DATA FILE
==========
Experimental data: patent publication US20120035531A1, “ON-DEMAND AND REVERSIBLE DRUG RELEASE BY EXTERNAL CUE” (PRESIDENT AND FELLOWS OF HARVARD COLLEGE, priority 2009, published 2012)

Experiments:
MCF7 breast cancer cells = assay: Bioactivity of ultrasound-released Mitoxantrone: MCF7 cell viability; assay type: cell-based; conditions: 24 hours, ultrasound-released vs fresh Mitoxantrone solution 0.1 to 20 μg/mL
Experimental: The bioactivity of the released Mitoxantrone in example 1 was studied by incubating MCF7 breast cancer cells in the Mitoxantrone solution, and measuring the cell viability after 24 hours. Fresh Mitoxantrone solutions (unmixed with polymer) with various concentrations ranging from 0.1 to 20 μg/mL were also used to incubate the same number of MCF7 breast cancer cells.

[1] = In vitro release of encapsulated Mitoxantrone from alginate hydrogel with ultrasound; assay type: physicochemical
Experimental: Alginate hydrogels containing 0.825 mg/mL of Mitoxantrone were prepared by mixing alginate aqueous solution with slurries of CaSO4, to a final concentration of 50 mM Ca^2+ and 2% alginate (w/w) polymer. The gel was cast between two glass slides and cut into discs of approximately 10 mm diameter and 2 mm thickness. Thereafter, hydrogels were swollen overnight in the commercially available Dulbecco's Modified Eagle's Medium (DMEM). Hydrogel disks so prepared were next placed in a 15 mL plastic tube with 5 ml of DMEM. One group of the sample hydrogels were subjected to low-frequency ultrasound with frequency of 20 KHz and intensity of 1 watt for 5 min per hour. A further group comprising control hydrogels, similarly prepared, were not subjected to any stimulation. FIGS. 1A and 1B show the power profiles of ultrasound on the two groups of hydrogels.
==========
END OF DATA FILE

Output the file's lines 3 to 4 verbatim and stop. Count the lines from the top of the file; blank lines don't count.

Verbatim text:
MCF7 breast cancer cells = assay: Bioactivity of ultrasound-released Mitoxantrone: MCF7 cell viability; assay type: cell-based; conditions: 24 hours, ultrasound-released vs fresh Mitoxantrone solution 0.1 to 20 μg/mL
Experimental: The bioactivity of the released Mitoxantrone in example 1 was studied by incubating MCF7 breast cancer cells in the Mitoxantrone solution, and measuring the cell viability after 24 hours. Fresh Mitoxantrone solutions (unmixed with polymer) with various concentrations ranging from 0.1 to 20 μg/mL were also used to incubate the same number of MCF7 breast cancer cells.